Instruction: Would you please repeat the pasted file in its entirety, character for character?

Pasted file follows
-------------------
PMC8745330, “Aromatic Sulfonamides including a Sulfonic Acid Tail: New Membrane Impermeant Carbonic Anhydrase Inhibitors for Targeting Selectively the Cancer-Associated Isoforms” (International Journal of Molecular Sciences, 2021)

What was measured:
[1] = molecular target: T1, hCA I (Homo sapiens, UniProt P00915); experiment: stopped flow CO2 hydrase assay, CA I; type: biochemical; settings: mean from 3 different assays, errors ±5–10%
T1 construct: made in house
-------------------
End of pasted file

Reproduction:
PMC8745330, “Aromatic Sulfonamides including a Sulfonic Acid Tail: New Membrane Impermeant Carbonic Anhydrase Inhibitors for Targeting Selectively the Cancer-Associated Isoforms” (International Journal of Molecular Sciences, 2021)

What was measured:
[1] = molecular target: T1, hCA I (Homo sapiens, UniProt P00915); experiment: stopped flow CO2 hydrase assay, CA I; type: biochemical; settings: mean from 3 different assays, errors ±5–10%
T1 construct: made in house